A German Bouquet (CD review)

Trio Settecento.  Cedille CDR 90000 114.

My appreciation and admiration for violinist Rachel Barton Pine grows with each new recording she releases.  Here she is joined by John Mark Rozendaal on viola da gamba and 'cello and David Schrader on harpsichord and positiv organ as the original-instruments group Trio Settecento in an album of German Baroque chamber music.  Combine the Trio's eloquent playing with Cedille's unparalleled audio reproduction, and you get yet another of Ms. Pine's exquisite recordings.

The album consists of short works by eight German composers of the late seventeenth and early eighteenth centuries.  Although the works are brief, the disc contains over seventy-eight minutes of material.  The composers in question are Johann Schop (d. 1167), Johann Heinrich Schmelzer (c. 1620-1680), Georg Muffat (1653-1704), Johann Philipp Krieger (1649-1725), Dietrich Buxtehude (1637-1707), Johann Sebastian Bach (1685-1750), Philipp Heinrich Erlebach (1657-1714), and Johann Georg Pisendel (1687-1755).

OK, I know that unless you are a hard-core classical music fan, most of the names except Bach may be unfamiliar to you.  But, understand, these were among the most-popular composers in Europe at the time.  That much of their work goes unrecognized or even unknown is sign of changing times and attitudes.  I can assure you that even though much of the music may seem repetitious, if you enjoy Baroque music at all, you will enjoy these pieces, most of them two-to-six movement sonatas, especially as they are played by so capable a trio of performers as we have here.  The Trio Settecento have been performing together on period instruments since 1996 and have entertained audiences the world over, live and on disc.  They cannot be faulted in realizations that are lively, poignant, and exciting by turns.  The performances are festive, imaginative, intense, and simply a joy to listen to.

Of course, it also helps that Cedille's chief engineer, Bill Maylone, again provides us with a first-rate audiophile recording.  Made in 2008, it's yet another one of those reach-out-and-touch-it affairs where you feel you are there with the performers in Nicholas Hall at the Music Institute of Chicago.  Whether it's the sonority of Ms. Pine's violin, the crispness of Mr. Schrader's harpsichord or the mellow resonance of the organ, or the glow of Mr. Rozendaal's 'cello or the warmth of his viola da gamba, the sound is as realistic as one could hope for, with no veiling, no undue resonance, no deviations from anything that doesn't sound entirely natural.  It's quite the lovely disc all the way around.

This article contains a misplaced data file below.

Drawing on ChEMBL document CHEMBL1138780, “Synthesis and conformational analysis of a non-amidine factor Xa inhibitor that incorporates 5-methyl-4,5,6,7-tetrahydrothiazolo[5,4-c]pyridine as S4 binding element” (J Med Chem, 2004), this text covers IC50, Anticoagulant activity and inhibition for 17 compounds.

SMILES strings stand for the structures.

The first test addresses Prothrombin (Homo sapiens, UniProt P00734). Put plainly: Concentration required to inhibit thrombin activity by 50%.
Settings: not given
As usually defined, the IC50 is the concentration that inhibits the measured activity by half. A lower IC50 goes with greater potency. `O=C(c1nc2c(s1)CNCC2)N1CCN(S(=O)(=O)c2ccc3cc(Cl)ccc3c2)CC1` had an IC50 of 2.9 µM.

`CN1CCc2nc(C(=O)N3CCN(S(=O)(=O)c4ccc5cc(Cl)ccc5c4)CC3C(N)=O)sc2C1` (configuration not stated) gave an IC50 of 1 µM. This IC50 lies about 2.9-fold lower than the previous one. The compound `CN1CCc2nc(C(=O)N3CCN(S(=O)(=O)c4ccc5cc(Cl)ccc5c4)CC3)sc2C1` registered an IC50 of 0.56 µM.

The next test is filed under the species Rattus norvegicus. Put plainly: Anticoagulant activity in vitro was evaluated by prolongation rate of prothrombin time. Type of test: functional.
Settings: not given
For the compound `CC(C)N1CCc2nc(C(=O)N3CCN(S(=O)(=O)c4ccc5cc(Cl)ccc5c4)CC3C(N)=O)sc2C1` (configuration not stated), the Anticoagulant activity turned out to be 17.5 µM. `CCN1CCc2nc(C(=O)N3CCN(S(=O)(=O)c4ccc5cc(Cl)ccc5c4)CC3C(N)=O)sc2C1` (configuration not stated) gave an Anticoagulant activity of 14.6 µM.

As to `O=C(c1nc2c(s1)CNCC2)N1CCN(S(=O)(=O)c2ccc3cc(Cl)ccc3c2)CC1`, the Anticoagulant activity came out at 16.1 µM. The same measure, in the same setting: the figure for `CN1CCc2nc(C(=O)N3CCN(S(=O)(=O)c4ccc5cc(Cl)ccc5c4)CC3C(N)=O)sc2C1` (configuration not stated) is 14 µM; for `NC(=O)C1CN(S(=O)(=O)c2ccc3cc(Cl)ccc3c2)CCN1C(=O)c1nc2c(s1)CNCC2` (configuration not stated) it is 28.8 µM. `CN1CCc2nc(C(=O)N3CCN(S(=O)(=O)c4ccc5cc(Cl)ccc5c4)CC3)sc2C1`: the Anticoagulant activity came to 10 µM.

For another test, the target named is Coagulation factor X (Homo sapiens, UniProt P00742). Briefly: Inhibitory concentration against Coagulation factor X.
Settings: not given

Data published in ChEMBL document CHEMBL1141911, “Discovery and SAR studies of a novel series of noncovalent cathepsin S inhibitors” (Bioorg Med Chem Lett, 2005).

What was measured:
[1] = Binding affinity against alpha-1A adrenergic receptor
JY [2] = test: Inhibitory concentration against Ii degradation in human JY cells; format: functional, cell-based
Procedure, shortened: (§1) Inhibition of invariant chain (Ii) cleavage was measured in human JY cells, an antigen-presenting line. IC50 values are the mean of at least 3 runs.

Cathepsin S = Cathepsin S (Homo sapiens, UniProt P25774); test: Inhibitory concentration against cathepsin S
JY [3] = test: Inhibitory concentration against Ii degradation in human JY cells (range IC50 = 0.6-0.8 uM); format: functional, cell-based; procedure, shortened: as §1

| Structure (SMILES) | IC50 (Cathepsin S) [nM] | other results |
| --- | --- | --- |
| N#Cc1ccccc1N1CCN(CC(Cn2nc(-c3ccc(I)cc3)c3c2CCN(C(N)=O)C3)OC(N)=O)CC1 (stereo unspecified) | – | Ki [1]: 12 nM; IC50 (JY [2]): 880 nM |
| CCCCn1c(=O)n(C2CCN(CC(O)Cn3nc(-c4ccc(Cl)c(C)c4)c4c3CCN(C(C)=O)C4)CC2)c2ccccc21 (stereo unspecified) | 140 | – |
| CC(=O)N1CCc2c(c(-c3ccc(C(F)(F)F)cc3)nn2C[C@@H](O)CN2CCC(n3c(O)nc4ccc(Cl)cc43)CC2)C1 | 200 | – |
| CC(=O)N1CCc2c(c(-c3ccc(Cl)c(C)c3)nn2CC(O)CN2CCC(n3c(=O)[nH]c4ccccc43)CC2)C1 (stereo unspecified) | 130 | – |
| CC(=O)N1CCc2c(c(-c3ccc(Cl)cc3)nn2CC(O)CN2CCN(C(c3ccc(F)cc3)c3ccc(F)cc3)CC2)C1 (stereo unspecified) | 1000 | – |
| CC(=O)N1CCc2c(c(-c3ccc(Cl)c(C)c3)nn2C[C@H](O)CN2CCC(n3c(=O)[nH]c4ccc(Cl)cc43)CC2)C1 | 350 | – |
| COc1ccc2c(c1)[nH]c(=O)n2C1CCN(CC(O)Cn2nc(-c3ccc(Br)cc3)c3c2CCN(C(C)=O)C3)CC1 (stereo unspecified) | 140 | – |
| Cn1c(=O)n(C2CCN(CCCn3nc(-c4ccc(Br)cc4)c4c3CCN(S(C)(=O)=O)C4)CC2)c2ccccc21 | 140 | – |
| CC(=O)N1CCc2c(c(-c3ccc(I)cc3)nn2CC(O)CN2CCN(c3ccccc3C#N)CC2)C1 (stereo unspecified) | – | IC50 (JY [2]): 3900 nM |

JJP

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John J. Puccio

John J. Puccio

About the Author

Understand, I'm just an everyday guy reacting to something I love. And I've been doing it for a very long time, my appreciation for classical music starting with the musical excerpts on The Big John and Sparkie radio show in the early Fifties and the purchase of my first recording, The 101 Strings Play the Classics, around 1956. In the late Sixties I began teaching high school English and Film Studies as well as becoming interested in hi-fi, my audio ambitions graduating me from a pair of AR-3 speakers to the Fulton J's recommended by The Stereophile's J. Gordon Holt. In the early Seventies, I began writing for a number of audio magazines, including Audio Excellence, Audio Forum, The Boston Audio Society Speaker, The American Record Guide, and from 1976 until 2008, The $ensible Sound, for which I served as Classical Music Editor.

Today, I'm retired from teaching and use a pair of bi-amped VMPS RM40s loudspeakers for my listening. In addition to writing the Classical Candor blog, I served as the Movie Review Editor for the Web site Movie Metropolis (formerly DVDTown) from 1997-2013. Music and movies. Life couldn't be better.

Mission Statement

It is the goal of Classical Candor to promote the enjoyment of classical music. Other forms of music come and go--minuets, waltzes, ragtime, blues, jazz, bebop, country-western, rock-'n'-roll, heavy metal, rap, and the rest--but classical music has been around for hundreds of years and will continue to be around for hundreds more. It's no accident that every major city in the world has one or more symphony orchestras.

When I was young, I heard it said that only intellectuals could appreciate classical music, that it required dedicated concentration to appreciate. Nonsense. I'm no intellectual, and I've always loved classical music. Anyone who's ever seen and enjoyed Disney's Fantasia or a Looney Tunes cartoon playing Rossini's William Tell Overture or Liszt's Hungarian Rhapsody No. 2 can attest to the power and joy of classical music, and that's just about everybody.

So, if Classical Candor can expand one's awareness of classical music and bring more joy to one's life, more power to it. It's done its job.

Contact Information

Readers with polite, courteous, helpful letters may send them to pucciojj@gmail.com.

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"Their Master's Voice" by Michael Sowa

"Their Master's Voice" by Michael Sowa